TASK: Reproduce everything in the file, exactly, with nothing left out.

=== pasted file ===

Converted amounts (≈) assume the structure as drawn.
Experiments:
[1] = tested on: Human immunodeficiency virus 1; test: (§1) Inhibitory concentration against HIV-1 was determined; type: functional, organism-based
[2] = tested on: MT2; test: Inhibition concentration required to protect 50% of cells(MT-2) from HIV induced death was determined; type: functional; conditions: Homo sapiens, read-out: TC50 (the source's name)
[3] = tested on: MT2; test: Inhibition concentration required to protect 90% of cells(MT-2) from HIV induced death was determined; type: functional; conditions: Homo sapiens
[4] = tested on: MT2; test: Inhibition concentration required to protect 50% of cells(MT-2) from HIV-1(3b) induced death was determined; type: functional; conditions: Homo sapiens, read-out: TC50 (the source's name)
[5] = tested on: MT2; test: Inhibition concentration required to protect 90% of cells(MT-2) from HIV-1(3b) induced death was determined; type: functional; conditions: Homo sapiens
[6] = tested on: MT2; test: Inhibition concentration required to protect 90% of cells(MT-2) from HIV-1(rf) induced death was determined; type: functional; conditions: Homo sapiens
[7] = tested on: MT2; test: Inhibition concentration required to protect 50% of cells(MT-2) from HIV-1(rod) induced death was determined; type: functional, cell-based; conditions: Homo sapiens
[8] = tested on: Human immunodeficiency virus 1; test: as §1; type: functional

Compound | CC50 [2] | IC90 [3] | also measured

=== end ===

Converted amounts (≈) assume the structure as drawn.
Experiments:
[1] = tested on: Human immunodeficiency virus 1; test: (§1) Inhibitory concentration against HIV-1 was determined; type: functional, organism-based
[2] = tested on: MT2; test: Inhibition concentration required to protect 50% of cells(MT-2) from HIV induced death was determined; type: functional; conditions: Homo sapiens, read-out: TC50 (the source's name)
[3] = tested on: MT2; test: Inhibition concentration required to protect 90% of cells(MT-2) from HIV induced death was determined; type: functional; conditions: Homo sapiens
[4] = tested on: MT2; test: Inhibition concentration required to protect 50% of cells(MT-2) from HIV-1(3b) induced death was determined; type: functional; conditions: Homo sapiens, read-out: TC50 (the source's name)
[5] = tested on: MT2; test: Inhibition concentration required to protect 90% of cells(MT-2) from HIV-1(3b) induced death was determined; type: functional; conditions: Homo sapiens
[6] = tested on: MT2; test: Inhibition concentration required to protect 90% of cells(MT-2) from HIV-1(rf) induced death was determined; type: functional; conditions: Homo sapiens
[7] = tested on: MT2; test: Inhibition concentration required to protect 50% of cells(MT-2) from HIV-1(rod) induced death was determined; type: functional, cell-based; conditions: Homo sapiens
[8] = tested on: Human immunodeficiency virus 1; test: as §1; type: functional

Compound | CC50 [2] | IC90 [3] | also measured